A military test accidentally sends a unit from Japan’s Self-Defense Forces back in time to their country’s feudal past. When their actions begin to alter the present, a second unit is dispatched to retrieve them. But Colonel Matoba, commander of the lost battalion, is determined to use his advanced technology to conquer Japan and change his country’s destiny. It’s up to Kashima, Matoba’s former protégé, to stop him. But he only has a narrow window of time, and it is rapidly closing.
Samurai Commando: Mission 1549
Creators: Ark Performance & Harutoshi Fukui
Age Rating: Teen+
Rating: 3.5 out of 5 stars
Buy This Book
I love historical/time travel plots like The Final Countdown, and Zipang. So, when I heard about this manga, I was definitely interested. Based on a novel, for once we aren’t traveling back to WWII to try to not change the outcome. No, this time, we’re going back to the Warring States Era of Japan, to just before the country was unified.
The volume opens with Matoba killing Nobunaga Oda, the man who was to conquer all of Japan. Oops. Well, not really. Apparently Matoba’s got some sort of plan. Hell if we know what it is though. And that’s part of the problem with this volume. It’s all set up; going to find Kashima, and recruiting him, making the preparations to repeat the experiment that sent the first battalion back. And in the past, it’s basically the same, with Matoba preparing for future to come after him. We get little hints here and there about what might be driving Matoba, but nobody, not even his own soldiers seem to know that he’s up to.
While this might be good in a 3-4 volume series, this title only has two. So everything HAS to be resolved in the next volume, and that makes me think things will get rushed, and in a story like this, that’s not good. This story is really about Matoba and Kashima, their relationship in the past, how they’ve changed since parting, and what are they going to do when they meet again. The sci-fi elements of “the changing of the past will affect the future, and the world as we know will disappear” is just there to get them back together. But with what we’ve seen so far, we don’t know enough about either to really make any judgments yet. And with only one volume to go, I don’t see how we really can.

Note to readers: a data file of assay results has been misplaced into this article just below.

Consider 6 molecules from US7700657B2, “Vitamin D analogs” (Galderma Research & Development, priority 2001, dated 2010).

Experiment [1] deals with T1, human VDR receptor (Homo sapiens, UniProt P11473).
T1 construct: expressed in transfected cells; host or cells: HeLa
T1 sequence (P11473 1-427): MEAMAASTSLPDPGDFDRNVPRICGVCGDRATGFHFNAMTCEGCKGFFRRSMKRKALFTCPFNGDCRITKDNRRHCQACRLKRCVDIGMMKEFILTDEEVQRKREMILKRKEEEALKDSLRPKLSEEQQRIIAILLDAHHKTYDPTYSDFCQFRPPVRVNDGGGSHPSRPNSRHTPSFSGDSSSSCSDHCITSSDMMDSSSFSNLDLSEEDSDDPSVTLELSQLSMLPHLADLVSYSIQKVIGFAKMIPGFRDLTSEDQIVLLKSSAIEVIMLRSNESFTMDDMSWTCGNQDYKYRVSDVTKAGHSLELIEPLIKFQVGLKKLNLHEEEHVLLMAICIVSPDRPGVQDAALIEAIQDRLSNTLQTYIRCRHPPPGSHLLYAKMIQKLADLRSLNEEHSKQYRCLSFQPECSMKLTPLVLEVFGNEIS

The art in this volume is very clean-looking, but I was put off my the larger use of grey tones. Being used to dark inks in other books, the lighter grey made is seem…unfinished, like the inker was just skipped. I got used to it after a while, but it was really distracting at first.
I have to give CMX props for coming out with a manga like this. It is very different from the shonen/shojo fare that we get inundated with. So seeing a story with a more mature plot and real sci-fi elements is really refreshing. And I do have to admit that I am intrigued to find out what Matoba’s plan is. I’m just worried that with all that’s been set up in this volume, it won’t all be satisfactorily resolved in the next. But, it’s piqued my curiosity enough want to see it through.